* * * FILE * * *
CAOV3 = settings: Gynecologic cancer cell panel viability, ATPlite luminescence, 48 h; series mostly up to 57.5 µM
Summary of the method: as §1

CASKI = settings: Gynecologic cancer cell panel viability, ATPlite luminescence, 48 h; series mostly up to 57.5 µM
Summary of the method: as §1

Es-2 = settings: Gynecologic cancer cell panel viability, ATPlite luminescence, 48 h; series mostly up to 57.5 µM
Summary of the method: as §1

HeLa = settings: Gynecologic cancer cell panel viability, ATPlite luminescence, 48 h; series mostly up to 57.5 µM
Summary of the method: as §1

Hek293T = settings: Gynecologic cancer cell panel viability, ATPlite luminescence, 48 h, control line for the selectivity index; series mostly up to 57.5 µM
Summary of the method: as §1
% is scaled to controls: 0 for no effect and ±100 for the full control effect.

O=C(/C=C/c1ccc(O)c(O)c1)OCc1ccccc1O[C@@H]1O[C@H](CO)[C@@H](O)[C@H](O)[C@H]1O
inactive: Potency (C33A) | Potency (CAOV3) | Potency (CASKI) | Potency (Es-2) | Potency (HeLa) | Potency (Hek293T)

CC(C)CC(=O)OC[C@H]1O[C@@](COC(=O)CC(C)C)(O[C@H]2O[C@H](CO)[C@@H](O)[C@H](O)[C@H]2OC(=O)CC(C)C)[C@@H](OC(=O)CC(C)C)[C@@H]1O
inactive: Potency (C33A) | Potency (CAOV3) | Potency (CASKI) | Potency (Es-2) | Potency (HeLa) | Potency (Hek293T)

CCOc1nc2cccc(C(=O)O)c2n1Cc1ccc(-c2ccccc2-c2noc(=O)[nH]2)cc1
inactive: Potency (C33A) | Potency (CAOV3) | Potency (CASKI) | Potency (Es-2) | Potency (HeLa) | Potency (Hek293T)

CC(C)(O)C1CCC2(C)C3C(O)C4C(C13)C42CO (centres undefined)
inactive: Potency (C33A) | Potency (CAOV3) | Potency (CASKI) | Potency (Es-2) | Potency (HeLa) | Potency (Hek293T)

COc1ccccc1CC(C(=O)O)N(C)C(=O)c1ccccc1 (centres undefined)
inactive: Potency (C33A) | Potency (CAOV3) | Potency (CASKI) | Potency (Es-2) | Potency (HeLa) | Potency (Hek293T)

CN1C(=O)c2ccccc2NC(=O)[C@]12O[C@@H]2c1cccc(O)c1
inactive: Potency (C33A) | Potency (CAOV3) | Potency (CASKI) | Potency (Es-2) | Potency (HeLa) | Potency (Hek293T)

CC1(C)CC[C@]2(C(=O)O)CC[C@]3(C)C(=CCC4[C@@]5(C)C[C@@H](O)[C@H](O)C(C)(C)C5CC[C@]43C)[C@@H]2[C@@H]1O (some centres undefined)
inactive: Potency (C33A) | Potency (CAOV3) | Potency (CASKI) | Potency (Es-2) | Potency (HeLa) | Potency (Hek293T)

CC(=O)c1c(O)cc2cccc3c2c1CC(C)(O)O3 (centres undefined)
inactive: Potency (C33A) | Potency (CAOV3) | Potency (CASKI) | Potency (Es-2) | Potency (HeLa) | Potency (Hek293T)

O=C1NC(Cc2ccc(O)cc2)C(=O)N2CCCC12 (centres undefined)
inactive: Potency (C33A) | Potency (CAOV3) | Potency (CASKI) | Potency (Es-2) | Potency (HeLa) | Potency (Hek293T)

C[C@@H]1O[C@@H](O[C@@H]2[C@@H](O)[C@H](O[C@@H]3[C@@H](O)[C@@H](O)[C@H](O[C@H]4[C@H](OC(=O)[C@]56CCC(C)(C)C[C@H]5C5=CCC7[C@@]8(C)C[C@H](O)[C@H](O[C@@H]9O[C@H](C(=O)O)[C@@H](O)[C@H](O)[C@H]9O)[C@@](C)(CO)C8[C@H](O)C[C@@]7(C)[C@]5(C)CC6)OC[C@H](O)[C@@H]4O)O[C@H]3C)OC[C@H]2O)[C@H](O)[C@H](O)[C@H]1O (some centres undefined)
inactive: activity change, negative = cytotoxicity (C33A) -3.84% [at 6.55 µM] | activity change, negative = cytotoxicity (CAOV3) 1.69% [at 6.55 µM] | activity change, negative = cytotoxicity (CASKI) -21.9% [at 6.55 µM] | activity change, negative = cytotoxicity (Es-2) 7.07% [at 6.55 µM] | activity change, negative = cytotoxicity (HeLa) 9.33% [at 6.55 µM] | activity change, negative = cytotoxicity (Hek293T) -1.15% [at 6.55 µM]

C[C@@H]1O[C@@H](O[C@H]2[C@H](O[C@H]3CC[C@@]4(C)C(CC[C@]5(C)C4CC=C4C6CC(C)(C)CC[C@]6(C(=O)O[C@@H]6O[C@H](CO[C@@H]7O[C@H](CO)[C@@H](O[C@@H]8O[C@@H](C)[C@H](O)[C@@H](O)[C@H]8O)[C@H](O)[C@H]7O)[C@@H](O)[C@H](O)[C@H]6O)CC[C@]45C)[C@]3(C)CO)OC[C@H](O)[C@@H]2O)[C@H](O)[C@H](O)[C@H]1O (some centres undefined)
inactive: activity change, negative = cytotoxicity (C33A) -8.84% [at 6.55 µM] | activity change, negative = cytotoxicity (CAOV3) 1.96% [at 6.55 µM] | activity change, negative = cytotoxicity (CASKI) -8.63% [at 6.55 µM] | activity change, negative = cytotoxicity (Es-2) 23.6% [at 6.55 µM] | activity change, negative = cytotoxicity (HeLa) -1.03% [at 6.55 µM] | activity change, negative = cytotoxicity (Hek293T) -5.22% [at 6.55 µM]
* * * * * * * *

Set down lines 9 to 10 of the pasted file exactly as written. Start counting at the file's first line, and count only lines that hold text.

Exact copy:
Hek293T = settings: Gynecologic cancer cell panel viability, ATPlite luminescence, 48 h, control line for the selectivity index; series mostly up to 57.5 µM
Summary of the method: as §1